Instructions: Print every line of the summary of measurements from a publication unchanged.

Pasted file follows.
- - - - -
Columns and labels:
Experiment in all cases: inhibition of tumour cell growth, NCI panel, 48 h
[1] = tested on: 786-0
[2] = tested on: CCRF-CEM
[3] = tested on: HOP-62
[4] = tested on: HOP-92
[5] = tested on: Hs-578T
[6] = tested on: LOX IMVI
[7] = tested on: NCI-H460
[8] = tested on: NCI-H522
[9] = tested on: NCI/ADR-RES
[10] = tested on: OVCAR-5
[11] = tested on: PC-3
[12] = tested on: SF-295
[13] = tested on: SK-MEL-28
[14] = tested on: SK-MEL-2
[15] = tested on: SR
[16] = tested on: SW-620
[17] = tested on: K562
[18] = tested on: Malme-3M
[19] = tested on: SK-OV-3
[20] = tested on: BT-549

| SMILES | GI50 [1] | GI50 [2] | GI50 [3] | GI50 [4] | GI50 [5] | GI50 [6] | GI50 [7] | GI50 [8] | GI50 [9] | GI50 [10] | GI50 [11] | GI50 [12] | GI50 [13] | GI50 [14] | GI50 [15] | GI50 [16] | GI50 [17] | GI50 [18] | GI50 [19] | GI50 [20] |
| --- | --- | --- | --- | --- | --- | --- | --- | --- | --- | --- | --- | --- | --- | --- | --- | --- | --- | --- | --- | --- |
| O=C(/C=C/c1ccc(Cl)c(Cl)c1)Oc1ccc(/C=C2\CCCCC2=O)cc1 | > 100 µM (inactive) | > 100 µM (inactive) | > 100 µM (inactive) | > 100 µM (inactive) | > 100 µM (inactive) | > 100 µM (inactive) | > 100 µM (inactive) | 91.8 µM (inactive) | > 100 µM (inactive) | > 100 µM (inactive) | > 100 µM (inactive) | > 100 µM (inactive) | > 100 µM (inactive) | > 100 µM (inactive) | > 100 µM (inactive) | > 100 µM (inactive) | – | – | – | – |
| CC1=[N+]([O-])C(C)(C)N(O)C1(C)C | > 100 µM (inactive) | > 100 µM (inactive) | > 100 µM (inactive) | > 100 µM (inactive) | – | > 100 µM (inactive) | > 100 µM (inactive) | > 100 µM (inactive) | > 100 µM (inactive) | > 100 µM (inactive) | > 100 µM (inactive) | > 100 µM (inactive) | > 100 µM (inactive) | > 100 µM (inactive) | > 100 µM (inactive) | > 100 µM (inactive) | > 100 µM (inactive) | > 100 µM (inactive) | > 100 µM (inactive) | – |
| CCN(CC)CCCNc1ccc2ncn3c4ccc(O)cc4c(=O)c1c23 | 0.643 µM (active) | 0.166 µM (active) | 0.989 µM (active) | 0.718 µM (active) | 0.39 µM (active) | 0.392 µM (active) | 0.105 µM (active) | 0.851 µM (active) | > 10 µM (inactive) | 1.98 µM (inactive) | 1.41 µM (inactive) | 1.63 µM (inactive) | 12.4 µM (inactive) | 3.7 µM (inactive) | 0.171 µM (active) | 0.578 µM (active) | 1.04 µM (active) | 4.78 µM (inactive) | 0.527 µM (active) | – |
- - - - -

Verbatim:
Columns and labels:
Experiment in all cases: inhibition of tumour cell growth, NCI panel, 48 h
[1] = tested on: 786-0
[2] = tested on: CCRF-CEM
[3] = tested on: HOP-62
[4] = tested on: HOP-92
[5] = tested on: Hs-578T
[6] = tested on: LOX IMVI
[7] = tested on: NCI-H460
[8] = tested on: NCI-H522
[9] = tested on: NCI/ADR-RES
[10] = tested on: OVCAR-5
[11] = tested on: PC-3
[12] = tested on: SF-295
[13] = tested on: SK-MEL-28
[14] = tested on: SK-MEL-2
[15] = tested on: SR
[16] = tested on: SW-620
[17] = tested on: K562
[18] = tested on: Malme-3M
[19] = tested on: SK-OV-3
[20] = tested on: BT-549

| SMILES | GI50 [1] | GI50 [2] | GI50 [3] | GI50 [4] | GI50 [5] | GI50 [6] | GI50 [7] | GI50 [8] | GI50 [9] | GI50 [10] | GI50 [11] | GI50 [12] | GI50 [13] | GI50 [14] | GI50 [15] | GI50 [16] | GI50 [17] | GI50 [18] | GI50 [19] | GI50 [20] |
| --- | --- | --- | --- | --- | --- | --- | --- | --- | --- | --- | --- | --- | --- | --- | --- | --- | --- | --- | --- | --- |
| O=C(/C=C/c1ccc(Cl)c(Cl)c1)Oc1ccc(/C=C2\CCCCC2=O)cc1 | > 100 µM (inactive) | > 100 µM (inactive) | > 100 µM (inactive) | > 100 µM (inactive) | > 100 µM (inactive) | > 100 µM (inactive) | > 100 µM (inactive) | 91.8 µM (inactive) | > 100 µM (inactive) | > 100 µM (inactive) | > 100 µM (inactive) | > 100 µM (inactive) | > 100 µM (inactive) | > 100 µM (inactive) | > 100 µM (inactive) | > 100 µM (inactive) | – | – | – | – |
| CC1=[N+]([O-])C(C)(C)N(O)C1(C)C | > 100 µM (inactive) | > 100 µM (inactive) | > 100 µM (inactive) | > 100 µM (inactive) | – | > 100 µM (inactive) | > 100 µM (inactive) | > 100 µM (inactive) | > 100 µM (inactive) | > 100 µM (inactive) | > 100 µM (inactive) | > 100 µM (inactive) | > 100 µM (inactive) | > 100 µM (inactive) | > 100 µM (inactive) | > 100 µM (inactive) | > 100 µM (inactive) | > 100 µM (inactive) | > 100 µM (inactive) | – |
| CCN(CC)CCCNc1ccc2ncn3c4ccc(O)cc4c(=O)c1c23 | 0.643 µM (active) | 0.166 µM (active) | 0.989 µM (active) | 0.718 µM (active) | 0.39 µM (active) | 0.392 µM (active) | 0.105 µM (active) | 0.851 µM (active) | > 10 µM (inactive) | 1.98 µM (inactive) | 1.41 µM (inactive) | 1.63 µM (inactive) | 12.4 µM (inactive) | 3.7 µM (inactive) | 0.171 µM (active) | 0.578 µM (active) | 1.04 µM (active) | 4.78 µM (inactive) | 0.527 µM (active) | – |